Privacy | News
California Assembly Approves Bill Restricting Companies' Use of Student Data
Yesterday, California’s Assembly approved a first-in-the-nation online privacy measure, authored by Senate Leader Darrell Steinberg (D – Sacramento), which prohibits uses of student personal information for profit. Senate Bill 1177, the Student Online Personal Information Protection Act (SOPIPA), passed by a unanimous vote of 71-0 and now heads back to the Senate for concurrence.
SOPIPA would end targeted advertising on K-12 websites, services and applications. It also prohibits operators from using any information gained from the use of their K-12 site to target advertising on any other site, service or application. The bill prohibits companies from creating profiles of students unless those profiles are used for clear educational purposes. It also prevents companies from selling student data and limits disclosure of students’ personal information.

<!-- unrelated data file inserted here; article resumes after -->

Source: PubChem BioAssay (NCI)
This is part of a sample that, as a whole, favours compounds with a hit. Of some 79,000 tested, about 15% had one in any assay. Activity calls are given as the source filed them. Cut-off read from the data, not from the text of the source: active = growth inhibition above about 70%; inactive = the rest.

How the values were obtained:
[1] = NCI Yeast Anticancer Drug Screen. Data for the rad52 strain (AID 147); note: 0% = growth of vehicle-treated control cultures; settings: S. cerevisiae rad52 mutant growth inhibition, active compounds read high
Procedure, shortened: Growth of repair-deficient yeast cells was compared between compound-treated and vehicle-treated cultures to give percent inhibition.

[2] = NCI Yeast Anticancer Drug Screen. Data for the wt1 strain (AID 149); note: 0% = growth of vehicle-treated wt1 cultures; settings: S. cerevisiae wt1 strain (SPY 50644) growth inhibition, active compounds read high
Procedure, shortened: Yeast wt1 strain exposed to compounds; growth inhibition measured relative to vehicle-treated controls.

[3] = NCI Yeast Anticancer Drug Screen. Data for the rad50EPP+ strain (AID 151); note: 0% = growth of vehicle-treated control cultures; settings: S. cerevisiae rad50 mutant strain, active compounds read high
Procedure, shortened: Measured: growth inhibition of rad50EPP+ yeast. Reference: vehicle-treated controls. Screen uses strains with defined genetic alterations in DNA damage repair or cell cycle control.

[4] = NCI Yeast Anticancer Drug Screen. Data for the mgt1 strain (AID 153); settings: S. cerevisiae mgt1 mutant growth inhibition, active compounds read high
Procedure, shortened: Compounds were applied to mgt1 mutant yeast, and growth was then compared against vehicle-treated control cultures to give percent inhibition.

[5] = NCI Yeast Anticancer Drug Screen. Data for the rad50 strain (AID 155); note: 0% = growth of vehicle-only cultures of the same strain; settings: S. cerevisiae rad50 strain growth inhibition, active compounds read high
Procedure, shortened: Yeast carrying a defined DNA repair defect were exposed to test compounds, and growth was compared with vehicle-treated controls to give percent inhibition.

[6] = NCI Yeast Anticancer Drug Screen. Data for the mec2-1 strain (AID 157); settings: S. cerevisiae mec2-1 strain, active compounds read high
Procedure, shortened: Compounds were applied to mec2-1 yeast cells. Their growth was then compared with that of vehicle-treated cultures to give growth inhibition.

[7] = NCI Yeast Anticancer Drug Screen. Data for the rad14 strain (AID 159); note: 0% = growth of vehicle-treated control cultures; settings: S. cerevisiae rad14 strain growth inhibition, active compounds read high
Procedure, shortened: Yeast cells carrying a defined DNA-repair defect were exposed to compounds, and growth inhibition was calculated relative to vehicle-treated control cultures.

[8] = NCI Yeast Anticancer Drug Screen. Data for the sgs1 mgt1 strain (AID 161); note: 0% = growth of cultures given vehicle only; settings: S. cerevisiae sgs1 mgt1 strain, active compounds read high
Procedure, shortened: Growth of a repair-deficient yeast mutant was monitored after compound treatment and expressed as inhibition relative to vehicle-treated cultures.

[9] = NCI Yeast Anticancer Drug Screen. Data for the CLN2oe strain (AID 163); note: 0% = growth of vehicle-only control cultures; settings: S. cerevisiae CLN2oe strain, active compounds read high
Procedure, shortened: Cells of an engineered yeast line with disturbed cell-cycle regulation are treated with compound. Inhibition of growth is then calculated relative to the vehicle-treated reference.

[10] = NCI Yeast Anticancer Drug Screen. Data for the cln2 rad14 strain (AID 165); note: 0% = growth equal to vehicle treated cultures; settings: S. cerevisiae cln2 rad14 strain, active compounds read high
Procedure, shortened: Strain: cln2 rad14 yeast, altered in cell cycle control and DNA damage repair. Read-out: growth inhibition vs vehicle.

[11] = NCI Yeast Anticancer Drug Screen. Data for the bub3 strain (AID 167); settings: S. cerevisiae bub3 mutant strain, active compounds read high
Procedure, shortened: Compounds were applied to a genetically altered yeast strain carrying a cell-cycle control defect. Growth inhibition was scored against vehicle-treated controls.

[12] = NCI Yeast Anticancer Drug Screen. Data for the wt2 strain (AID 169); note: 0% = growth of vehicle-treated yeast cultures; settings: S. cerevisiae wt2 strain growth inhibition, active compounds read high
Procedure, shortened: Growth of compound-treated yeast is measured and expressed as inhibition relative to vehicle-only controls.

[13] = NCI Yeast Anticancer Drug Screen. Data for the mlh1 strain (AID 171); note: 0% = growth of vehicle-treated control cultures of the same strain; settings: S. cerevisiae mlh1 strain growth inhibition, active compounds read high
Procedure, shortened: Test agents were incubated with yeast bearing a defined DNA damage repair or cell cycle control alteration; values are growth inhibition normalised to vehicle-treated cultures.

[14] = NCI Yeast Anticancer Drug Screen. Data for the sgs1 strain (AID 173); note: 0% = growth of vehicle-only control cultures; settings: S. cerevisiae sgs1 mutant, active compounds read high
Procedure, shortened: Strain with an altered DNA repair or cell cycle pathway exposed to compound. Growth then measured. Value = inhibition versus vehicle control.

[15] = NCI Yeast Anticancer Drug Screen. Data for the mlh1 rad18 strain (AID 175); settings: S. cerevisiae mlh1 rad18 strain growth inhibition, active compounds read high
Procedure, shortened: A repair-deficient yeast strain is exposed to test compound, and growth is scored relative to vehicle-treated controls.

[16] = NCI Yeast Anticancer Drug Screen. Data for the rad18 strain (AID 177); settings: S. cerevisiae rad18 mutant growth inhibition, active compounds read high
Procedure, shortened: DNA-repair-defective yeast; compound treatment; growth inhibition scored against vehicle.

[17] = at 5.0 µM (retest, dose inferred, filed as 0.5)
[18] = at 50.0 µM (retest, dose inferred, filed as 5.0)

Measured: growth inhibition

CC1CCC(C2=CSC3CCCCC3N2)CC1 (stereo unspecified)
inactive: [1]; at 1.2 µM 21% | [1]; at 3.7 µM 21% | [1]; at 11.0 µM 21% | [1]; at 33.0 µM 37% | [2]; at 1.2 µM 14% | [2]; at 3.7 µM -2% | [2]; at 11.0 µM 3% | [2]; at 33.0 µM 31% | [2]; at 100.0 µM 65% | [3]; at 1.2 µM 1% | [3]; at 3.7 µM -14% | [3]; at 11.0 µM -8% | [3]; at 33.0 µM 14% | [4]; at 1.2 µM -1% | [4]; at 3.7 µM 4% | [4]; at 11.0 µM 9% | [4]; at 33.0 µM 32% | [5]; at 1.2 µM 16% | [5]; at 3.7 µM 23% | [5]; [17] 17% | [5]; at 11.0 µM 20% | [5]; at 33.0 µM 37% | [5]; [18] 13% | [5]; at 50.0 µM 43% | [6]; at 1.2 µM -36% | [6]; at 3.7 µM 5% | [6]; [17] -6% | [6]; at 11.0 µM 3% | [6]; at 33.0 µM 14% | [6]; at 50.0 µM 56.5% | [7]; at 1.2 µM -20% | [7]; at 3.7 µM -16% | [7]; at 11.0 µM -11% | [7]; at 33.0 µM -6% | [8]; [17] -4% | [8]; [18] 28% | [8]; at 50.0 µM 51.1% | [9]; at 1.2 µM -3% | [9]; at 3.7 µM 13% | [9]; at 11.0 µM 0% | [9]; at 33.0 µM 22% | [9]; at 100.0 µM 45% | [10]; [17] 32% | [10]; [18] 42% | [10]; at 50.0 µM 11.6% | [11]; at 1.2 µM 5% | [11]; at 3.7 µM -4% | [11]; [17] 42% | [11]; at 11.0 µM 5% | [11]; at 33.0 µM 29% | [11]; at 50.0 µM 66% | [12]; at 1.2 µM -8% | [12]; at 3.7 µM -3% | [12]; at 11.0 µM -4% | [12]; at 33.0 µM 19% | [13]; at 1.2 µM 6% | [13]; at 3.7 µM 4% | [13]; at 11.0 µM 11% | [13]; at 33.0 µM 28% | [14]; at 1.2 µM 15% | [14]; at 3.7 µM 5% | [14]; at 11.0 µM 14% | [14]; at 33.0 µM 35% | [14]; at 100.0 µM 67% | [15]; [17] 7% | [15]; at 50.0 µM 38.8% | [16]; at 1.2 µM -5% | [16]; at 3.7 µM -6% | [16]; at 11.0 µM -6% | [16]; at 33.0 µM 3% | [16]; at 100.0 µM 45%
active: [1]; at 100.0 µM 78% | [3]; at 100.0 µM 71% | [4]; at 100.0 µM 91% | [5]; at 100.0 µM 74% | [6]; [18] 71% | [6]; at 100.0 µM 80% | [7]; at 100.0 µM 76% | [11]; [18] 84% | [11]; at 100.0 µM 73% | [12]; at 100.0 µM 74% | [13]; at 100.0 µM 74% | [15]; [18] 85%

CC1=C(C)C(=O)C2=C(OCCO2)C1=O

According to a release from Steinberg’s office, the only current restrictions on the use of student data by online educational technology products are contained in the companies’ own privacy policies, which may contain provisions that remove a company’s liability for misuse of data, tell users that policies are subject to change at any time and say that companies are allowed to disclose data however they want.
Steinberg asserted that his bill is supported by parents, administrators, school employees, scholastic publishers and teachers. He said, “My goal is to encourage technological innovation while protecting kids’ privacy, and this bill doesn’t trade one goal for another — it achieves both.” He concluded, “The industry currently operates without restriction except for the ones that they unilaterally deem appropriate, and that is unacceptable. Kids are in the classroom to learn.”
Christopher Piehler is the former editor-in-chief of THE Journal.